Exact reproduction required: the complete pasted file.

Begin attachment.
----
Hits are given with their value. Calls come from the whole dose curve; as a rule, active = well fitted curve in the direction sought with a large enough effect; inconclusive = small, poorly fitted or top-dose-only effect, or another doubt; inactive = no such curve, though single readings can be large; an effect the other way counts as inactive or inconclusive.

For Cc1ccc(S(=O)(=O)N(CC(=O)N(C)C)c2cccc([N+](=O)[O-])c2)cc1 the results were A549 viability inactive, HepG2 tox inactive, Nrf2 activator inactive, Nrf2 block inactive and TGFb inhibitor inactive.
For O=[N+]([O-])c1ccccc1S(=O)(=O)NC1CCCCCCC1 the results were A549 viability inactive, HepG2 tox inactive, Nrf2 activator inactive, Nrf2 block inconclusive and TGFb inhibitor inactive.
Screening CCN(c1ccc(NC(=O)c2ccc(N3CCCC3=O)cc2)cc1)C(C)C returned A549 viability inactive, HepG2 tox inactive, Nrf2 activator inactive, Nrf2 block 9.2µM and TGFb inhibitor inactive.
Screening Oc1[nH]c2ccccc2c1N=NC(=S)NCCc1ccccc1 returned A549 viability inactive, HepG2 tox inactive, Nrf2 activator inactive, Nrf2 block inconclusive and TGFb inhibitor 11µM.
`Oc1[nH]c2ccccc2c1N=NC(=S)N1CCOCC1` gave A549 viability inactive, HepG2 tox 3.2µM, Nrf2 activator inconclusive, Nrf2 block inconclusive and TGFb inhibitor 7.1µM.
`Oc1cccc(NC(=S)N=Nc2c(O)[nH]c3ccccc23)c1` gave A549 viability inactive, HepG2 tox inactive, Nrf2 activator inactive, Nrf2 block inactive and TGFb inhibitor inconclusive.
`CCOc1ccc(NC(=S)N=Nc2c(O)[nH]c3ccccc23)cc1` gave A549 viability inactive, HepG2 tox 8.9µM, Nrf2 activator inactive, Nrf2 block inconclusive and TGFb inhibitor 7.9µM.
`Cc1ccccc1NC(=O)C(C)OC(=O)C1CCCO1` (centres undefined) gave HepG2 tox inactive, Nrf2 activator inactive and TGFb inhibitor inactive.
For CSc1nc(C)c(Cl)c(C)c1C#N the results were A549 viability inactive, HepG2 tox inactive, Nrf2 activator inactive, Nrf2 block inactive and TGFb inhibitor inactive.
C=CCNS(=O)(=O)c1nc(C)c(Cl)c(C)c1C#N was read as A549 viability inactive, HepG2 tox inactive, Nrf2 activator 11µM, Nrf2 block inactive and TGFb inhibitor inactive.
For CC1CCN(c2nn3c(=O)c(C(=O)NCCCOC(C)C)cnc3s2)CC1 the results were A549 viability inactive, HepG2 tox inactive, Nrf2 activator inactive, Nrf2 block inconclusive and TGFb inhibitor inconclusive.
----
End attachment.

Hits are given with their value. Calls come from the whole dose curve; as a rule, active = well fitted curve in the direction sought with a large enough effect; inconclusive = small, poorly fitted or top-dose-only effect, or another doubt; inactive = no such curve, though single readings can be large; an effect the other way counts as inactive or inconclusive.

For Cc1ccc(S(=O)(=O)N(CC(=O)N(C)C)c2cccc([N+](=O)[O-])c2)cc1 the results were A549 viability inactive, HepG2 tox inactive, Nrf2 activator inactive, Nrf2 block inactive and TGFb inhibitor inactive.
For O=[N+]([O-])c1ccccc1S(=O)(=O)NC1CCCCCCC1 the results were A549 viability inactive, HepG2 tox inactive, Nrf2 activator inactive, Nrf2 block inconclusive and TGFb inhibitor inactive.
Screening CCN(c1ccc(NC(=O)c2ccc(N3CCCC3=O)cc2)cc1)C(C)C returned A549 viability inactive, HepG2 tox inactive, Nrf2 activator inactive, Nrf2 block 9.2µM and TGFb inhibitor inactive.
Screening Oc1[nH]c2ccccc2c1N=NC(=S)NCCc1ccccc1 returned A549 viability inactive, HepG2 tox inactive, Nrf2 activator inactive, Nrf2 block inconclusive and TGFb inhibitor 11µM.
`Oc1[nH]c2ccccc2c1N=NC(=S)N1CCOCC1` gave A549 viability inactive, HepG2 tox 3.2µM, Nrf2 activator inconclusive, Nrf2 block inconclusive and TGFb inhibitor 7.1µM.
`Oc1cccc(NC(=S)N=Nc2c(O)[nH]c3ccccc23)c1` gave A549 viability inactive, HepG2 tox inactive, Nrf2 activator inactive, Nrf2 block inactive and TGFb inhibitor inconclusive.
`CCOc1ccc(NC(=S)N=Nc2c(O)[nH]c3ccccc23)cc1` gave A549 viability inactive, HepG2 tox 8.9µM, Nrf2 activator inactive, Nrf2 block inconclusive and TGFb inhibitor 7.9µM.
`Cc1ccccc1NC(=O)C(C)OC(=O)C1CCCO1` (centres undefined) gave HepG2 tox inactive, Nrf2 activator inactive and TGFb inhibitor inactive.
For CSc1nc(C)c(Cl)c(C)c1C#N the results were A549 viability inactive, HepG2 tox inactive, Nrf2 activator inactive, Nrf2 block inactive and TGFb inhibitor inactive.
C=CCNS(=O)(=O)c1nc(C)c(Cl)c(C)c1C#N was read as A549 viability inactive, HepG2 tox inactive, Nrf2 activator 11µM, Nrf2 block inactive and TGFb inhibitor inactive.
For CC1CCN(c2nn3c(=O)c(C(=O)NCCCOC(C)C)cnc3s2)CC1 the results were A549 viability inactive, HepG2 tox inactive, Nrf2 activator inactive, Nrf2 block inconclusive and TGFb inhibitor inconclusive.